Rooting and acclimatization: The proliferated shootlets were transferred to half strength MS medium supplemented with IBA and NAA (0.1-1 mg L-1) for root development. Shootlets of 4.0-4.5 cm length were used for rooting experiments. Root number and root length were recorded after five weeks in culture. For ex vitro establishment, well rooted plantlets were rinsed thoroughly with sterile water to remove residual nutrient from the plant body and transplanted to paper cups containing a mixture of red soil, vermiculite and farm yard manure in a 1:1:1 ratio. The rooted plantlets were transferred to green house under 60-70% humidity. The plantlets were fertigated with dilute MS basal media. After 15 days, the fully acclimatized plantlets were transferred to pots (6 cm dia) containing red soil, vermiculite and farmyard manure in 1:1:1 ratio. Established plantlets were then transferred to bigger pots (14 cm dia).

Culture medium and conditions: MS basal medium containing 3% sucrose was used for all in vitro culture studies. The pH of the medium was adjusted to 5.6±0.2 prior to adding 0.9% agar, and autoclaved at 121°C at 15 psi for 15 min. The explants were implanted in to 15 mL aliquots of agar MS medium in 25x150 mm culture tubes, in such a way that the internodes were in contact with the surface of the medium. All the cultures were maintained at 25±1°C under 16/8 h light and dark cycle. Lighting was provided using white cool fluorescent tubes of 40 μmol/m2/s light intensity with 55-60% relative humidity. The plant growth regulators were filter-sterilized using 0.2 μm filter (Minisart ®, Sartorius) prior to addition to culture media.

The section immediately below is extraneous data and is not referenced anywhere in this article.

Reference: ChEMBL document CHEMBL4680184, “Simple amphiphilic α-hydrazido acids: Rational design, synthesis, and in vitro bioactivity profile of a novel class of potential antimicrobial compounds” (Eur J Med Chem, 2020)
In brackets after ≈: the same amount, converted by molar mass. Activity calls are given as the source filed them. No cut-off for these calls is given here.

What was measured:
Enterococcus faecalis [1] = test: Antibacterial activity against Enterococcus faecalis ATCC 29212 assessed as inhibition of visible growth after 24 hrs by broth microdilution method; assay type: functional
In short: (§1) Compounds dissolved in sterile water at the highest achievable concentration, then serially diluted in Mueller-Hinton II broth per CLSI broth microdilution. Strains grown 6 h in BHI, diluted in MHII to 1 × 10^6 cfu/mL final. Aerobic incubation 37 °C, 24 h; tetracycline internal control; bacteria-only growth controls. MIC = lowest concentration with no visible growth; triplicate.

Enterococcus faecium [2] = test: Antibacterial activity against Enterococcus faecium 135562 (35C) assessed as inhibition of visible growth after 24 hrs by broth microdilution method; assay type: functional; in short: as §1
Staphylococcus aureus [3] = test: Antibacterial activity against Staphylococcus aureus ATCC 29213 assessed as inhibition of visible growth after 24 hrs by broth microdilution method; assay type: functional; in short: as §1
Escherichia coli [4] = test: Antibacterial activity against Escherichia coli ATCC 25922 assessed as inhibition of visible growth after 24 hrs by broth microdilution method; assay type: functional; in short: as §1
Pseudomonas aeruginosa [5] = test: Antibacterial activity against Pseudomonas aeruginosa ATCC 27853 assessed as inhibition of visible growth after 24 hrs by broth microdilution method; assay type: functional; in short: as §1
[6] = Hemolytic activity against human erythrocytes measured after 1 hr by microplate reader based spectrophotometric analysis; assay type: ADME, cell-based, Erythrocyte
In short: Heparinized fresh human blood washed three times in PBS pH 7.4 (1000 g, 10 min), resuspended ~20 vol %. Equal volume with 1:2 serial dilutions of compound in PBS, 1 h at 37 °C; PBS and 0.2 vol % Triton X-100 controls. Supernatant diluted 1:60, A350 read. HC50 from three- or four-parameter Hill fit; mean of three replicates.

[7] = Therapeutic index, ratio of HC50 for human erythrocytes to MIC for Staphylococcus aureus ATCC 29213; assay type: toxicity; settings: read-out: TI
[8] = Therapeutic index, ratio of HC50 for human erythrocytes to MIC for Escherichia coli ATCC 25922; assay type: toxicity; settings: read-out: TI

Statistical analysis: Each experiment was repeated three times and each treatment had six replicates. The data were analyzed using analysis of variance (ANOVA) and the means were compared using the Duncan’s Multiple range Test (DMRT) using SPSS (SPSS version 16.0) at 5% level of significance (p<0.05).

RESULTS AND DISCUSSION

The in vitro seedlings were developed from seed explants inoculated on MS medium containing BA (0.5-2.0 mg L-1) in combination with GA3 (0.5 mg L-1). Seed germination in most of the treatment was recorded within 3 weeks of culture (Fig. 1a,b). The entire seedling developed on MS basal medium supplemented with 1.0 mg L-1 BA+0.5 mg L-1 GA3 showed significant growth response of 71.6±2.8% germination with an average shoot length of 6.43±0.05 cm and an average root length of 3.76±0.25 cm (Table 1) and healthy seedlings were developed after 40 days of culture (Fig. 1c, d). The in vitro seedlings were used for further experimental studies.